Service discovery is not new. The idea of a tool that can discover how processes and services talk to each other and help facilitate connections has been around for some time. However, with the rise of increasingly dynamic environments, the important role service discovery plays continues to grow. Indeed, since the beginning of the year at Flux7 we have seen a surge of customers looking for container-based microservices architectures that highlights the need for service discovery due to its dynamic nature.
Just last month we wrote about Docker upping the security ante with a number of new security controls built into Docker 1.10 and here we are yet again. Dockercon 16 is coming up fast - June 19-21, 2016 in Seattle - and we're looking forward to sharing the Dockercon stage for second time with a customer - Fugro this time - to talk about how enterprises can use Docker and AWS to address common challenges. Check out the speaker list here.
Amazon Web Service (AWS) Elastic Load Balancing (ELB) is widely used to build highly available and highly scalable architectures. Nowadays, ELB is as common as EC2 is for many customers using AWS. And, Elastic Load Balancing supports the following protocols: HTTP, HTTPs, TCP and TCPs.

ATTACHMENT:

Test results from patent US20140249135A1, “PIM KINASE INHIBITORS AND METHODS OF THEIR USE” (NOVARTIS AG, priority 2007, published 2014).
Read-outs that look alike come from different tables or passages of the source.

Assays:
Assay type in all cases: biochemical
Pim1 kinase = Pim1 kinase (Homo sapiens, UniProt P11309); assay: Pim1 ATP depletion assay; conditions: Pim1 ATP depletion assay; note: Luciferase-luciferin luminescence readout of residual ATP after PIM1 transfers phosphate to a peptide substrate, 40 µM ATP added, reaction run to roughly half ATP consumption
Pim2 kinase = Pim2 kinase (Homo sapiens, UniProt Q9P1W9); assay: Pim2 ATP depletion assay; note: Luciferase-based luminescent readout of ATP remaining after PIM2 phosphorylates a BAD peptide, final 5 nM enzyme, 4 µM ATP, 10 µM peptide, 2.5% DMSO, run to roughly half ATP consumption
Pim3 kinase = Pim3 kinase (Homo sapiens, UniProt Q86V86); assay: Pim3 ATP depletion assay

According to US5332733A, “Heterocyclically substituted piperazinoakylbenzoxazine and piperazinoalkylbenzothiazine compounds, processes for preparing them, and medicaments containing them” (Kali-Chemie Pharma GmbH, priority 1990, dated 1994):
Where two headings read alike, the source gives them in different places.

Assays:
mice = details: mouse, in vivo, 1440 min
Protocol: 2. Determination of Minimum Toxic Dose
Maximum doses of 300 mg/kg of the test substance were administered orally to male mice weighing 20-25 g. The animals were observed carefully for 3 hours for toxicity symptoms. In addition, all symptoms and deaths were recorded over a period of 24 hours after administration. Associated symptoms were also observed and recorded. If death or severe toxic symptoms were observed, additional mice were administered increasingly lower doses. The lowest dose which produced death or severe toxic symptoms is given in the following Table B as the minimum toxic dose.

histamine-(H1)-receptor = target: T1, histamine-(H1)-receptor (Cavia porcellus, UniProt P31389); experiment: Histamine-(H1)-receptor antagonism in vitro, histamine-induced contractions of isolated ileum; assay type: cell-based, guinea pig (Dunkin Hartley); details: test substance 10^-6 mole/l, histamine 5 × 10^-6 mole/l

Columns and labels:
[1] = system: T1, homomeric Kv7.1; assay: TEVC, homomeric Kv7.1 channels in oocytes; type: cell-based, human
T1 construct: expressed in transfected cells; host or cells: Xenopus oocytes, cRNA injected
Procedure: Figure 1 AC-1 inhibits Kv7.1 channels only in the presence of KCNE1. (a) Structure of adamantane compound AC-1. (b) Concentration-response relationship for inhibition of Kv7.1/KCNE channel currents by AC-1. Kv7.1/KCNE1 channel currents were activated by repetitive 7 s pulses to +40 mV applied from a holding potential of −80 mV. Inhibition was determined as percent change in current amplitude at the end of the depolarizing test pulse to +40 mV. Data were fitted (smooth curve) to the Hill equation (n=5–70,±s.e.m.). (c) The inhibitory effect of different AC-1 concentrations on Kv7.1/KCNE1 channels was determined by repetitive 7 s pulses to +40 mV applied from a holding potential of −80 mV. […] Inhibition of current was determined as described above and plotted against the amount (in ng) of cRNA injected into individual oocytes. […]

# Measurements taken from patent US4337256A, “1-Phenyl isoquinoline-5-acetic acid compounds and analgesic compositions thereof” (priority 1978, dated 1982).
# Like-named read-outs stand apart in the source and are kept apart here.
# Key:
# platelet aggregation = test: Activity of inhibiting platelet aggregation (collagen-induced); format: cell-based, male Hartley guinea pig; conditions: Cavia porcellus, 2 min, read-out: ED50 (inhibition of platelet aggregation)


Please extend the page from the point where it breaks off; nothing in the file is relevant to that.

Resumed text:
This is part 1 of the AWS Autoscaling Tutorial for LAMP in AWS series. This AWS autoscaling step-by-step guide would walk you through:
AWS Elastic Load Balancing automatically distributes incoming application traffic across multiple Amazon EC2 instances. It helps to achieve better fault tolerance in applications by seamlessly providing the amount of load balancing capacity needed in response to incoming application traffic.
Based on the incoming application traffic, Elastic Load Balancing automatically distributes traffic across EC2 instances. Elastic Load Balancing detects unhealthy instances and moves traffic to healthy instances till the unhealthy instances are restored back.